ADVERTISEMENT

ADVERTISEMENT

Leader of new Vikings stadium says it will be a money-maker for Minnesota

MOORHEAD, Minn. --The $1 billion Minnesota Vikings stadium remains controversial even as contractors are more than halfway done with its construction. But Michele Kelm-Helgen, who is leading the stadium project, came to Moorhead on Thursday to fo...

1709365+050715.N.FF_.STADIUMTALK.JPG
Michele Kelm-Helgen, chair of the Minnesota Sports Facilities Authority, speaks Thursday, May 7, 2015, at Kegs & Issues hosted by The Chamber at D-S Beverages in Moorhead.Michael Vosburg / Forum News Service

 

MOORHEAD, Minn. --The $1 billion Minnesota Vikings stadium remains controversial even as contractors are more than halfway done with its construction.

But Michele Kelm-Helgen, who is leading the stadium project, came to Moorhead on Thursday to focus on the positives.

The chair of the Minnesota Sports Facilities Authority said the stadium will be an "unbelievable, iconic" facility and a big moneymaker for the state.

ADVERTISEMENT

"There is not going to be another building like this in the country, or in the world," Kelm-Helgen said at an event hosted by the Fargo Moorhead West Fargo Chamber of Commerce.

The stadium will replace the old home of the Vikings, the Metrodome, which Kelm-Helgen referred to as an ugly building resembling "a big spaceship."

"It never generated any economic activity around it," she added.

The new, sleek-looking, glass-covered stadium will be different, she said. It will have an openness that Kelm-Helgen believes will inspire plenty of interaction with the neighborhood.

But while the glass may be chic, it is also the source of one of several controversies to plague the stadium in recent months.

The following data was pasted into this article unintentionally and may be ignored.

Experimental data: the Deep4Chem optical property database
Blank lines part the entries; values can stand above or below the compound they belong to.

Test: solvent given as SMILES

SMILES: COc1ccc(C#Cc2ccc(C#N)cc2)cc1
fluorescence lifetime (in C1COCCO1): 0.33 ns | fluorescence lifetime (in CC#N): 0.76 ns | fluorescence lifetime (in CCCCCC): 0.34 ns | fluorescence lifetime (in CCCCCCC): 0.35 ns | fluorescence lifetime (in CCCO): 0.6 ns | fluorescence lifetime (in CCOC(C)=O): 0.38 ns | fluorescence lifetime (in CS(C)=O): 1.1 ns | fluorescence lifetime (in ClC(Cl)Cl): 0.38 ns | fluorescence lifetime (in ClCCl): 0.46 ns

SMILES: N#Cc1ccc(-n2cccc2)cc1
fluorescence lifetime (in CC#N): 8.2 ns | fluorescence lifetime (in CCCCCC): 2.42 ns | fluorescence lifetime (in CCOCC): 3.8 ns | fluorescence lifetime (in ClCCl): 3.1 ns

Some worry that unsuspecting birds will fly into the glass and die. Kelm-Helgen said she is working with the state's Audubon Society on a possible solution.

Another stadium-related storm came when House Republicans and board members of Kelm-Helgen's own Sports Facilities Authority accused the authority of inefficiency, saying the jobs of Kelm-Helgen and the authority's executive director were redundant, the Minneapolis Star Tribune reported in March and April.

And this month, critics complained that a $6 million bridge near the new stadium should be paid for by the Vikings rather than by taxpayers, the Star Tribune reported.

ADVERTISEMENT

The stadium's funding--the cost is about split in half by the public and the football team--has been a hot issue. But Kelm-Helgen said the stadium will bring in revenue through renting out space and spurring economic activity in the area.

"The team's going to make money," she said, "but I guarantee you--so is the state of Minnesota."

She said that $800 million in private investment is happening near the stadium and that more than 900 people are working at the site as of March.

The Vikings will only use the stadium 10, or a few more, days a year, she said, which will pay for 70 percent of operating costs. The stadium would be used for other sports, performances, and other events the rest of the year, she said.

"We want to bring people into this facility every day," she said optimistically. "No other stadium is going to look like this."

What To Read Next
Get Local

ADVERTISEMENT